Other ancient buildings were scattered around the paths, old farm houses, churches and even a manor house. A fearless squirrel ran out and pestered some children for a little while then disappeared, and ponies and horses appeared intermittently, carrying children or pulling a cart. As we got more hot and tired, we found an icecream van and enjoyed the treats by the old theatre with a lovely view of the city below.
Stockholm from Djurgården
As we tried to find the exit we passed through the craft village, and got dragged by curiosity into the glass making workshop, where someone was in the middle of making a series of stylised reindeer with apparent ease. Outside great loads of glass fragments were strewn across the rocks, like piles of colourful and clear ice.
Once we had made our way outside we caught a tram to the mainland and then walked to the ferry harbour, to wait for another journey. After staring up into the seamlessly blue sky for a short while, our boat arrived and we settled in for a ride through the archipelago.
If you have a look at Stockholm on a map, you will see that between the city and the sea there is a maze of islands of all sizes. On our voyage to Vaxholm, one of the nearest publicly open islands, the scenery changed from built up apartments, cliffs covered in houses, then scattered housing, an oil refinery and finally leafy green shores with expensive houses and tiny harbours poking out between the trees.
We’d pass uninterrupted stretches of trees, then a 4 story manor would appear, deck chairs set out on the front lawn or a party in full swing on a terrace. Though we didn’t know it at the time, we even passed an island called Boo. If you don’t believe me look it up. It was also right across the water from a place called Bo, apparently.
Sunset on the archipelago
Vaxholm is small and neat and lovely, and we didn’t really have enough time to take it all in, or visit the old fortress. We did have time though for dinner on a rooftop terrace with a very nice view of the fortress and the harbour.
For our return trip we caught a steamer, much more old fashioned than the modern ferry we’d arrived on. We found benches on the lacquered wooden deck to watch the islands passing by and the sun slowly set, and listened to the steady chugging of the engine as we sipped cider and beer.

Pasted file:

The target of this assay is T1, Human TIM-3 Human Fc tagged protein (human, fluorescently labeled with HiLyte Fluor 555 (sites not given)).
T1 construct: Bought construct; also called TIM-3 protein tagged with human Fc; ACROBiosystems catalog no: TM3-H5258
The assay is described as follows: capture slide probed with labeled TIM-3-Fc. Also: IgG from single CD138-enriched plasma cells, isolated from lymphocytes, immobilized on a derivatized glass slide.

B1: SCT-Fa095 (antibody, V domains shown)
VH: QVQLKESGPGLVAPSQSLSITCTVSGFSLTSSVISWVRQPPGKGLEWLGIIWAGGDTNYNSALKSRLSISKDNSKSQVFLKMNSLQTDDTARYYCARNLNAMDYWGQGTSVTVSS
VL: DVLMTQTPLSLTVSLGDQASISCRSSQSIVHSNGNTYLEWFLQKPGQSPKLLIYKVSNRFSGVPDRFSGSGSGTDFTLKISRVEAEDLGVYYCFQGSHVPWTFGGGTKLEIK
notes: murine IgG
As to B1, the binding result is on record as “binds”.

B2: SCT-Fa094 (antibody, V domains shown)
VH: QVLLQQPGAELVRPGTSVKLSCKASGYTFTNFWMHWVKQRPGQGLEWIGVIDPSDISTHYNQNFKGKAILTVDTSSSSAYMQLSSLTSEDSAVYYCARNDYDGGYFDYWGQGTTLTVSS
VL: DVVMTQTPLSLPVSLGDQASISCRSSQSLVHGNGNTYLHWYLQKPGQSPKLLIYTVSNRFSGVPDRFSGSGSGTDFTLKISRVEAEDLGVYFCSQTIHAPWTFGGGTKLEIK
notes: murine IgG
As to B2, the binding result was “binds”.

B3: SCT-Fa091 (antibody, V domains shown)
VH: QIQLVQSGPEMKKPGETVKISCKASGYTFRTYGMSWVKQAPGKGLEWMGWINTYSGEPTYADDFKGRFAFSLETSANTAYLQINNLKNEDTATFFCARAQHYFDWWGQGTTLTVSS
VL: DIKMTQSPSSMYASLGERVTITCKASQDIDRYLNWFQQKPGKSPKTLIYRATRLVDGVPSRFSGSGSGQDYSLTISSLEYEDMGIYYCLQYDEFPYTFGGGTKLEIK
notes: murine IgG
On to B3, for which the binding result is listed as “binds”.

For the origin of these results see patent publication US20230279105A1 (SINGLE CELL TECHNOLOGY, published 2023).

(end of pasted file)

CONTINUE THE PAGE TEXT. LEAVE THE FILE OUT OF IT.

Nighttime on a steamer
Back in the city, we discovered a festival that was ending, in loud music and bright flickering lights, and walked down the main street guarded by hippy-looking lions. When we returned to Gamla Stan for one last loo before we went back to the hotel, we bumped into an old friend who we hadn’t seen since last year. He was visiting the city with some friends from his hometown, and after exclaiming about coincidences, introductions and chatting, they invited us to follow them along to a bar for a final drink. The bar was in the nice part of town, and inhabited by well dressed folk dancing and drinking well dressedly. We chatted and laughed some more, and I enjoyed another Madde, before eventually their post-kayaking exhaustion and our post-exploring tiredness overtook us.
As we stood and swayed on the tram headed for the hotel, we found out that one of the fellows was the project manager of a planned museum to honour Ingvar Kamprad, the founder of IKEA. This is the sort of thing we just take for granted in Sweden.
Stockholm at night
The next day, after leaving our luggage at the train station, we headed to the History Museum. Limited slightly by time, we went through the exhibitions quicker than I would have liked, but we managed to take in the huge numbers of Viking artifacts, get drawn into stories of ancient people, marvel at the hoard of gold and silver and even practice archery. Sadly I wasn’t able to find the original Freya pendant that I have a replica of, but I’m sure that wasn’t my last visit to Stockholm.
From there we went to the train station, then the train and then to our seats. On the ride back we were entertained by another pianist, who played some Håkan Hellström to the delight of a chef and his audience, preparing us for our return to Göteborg and home.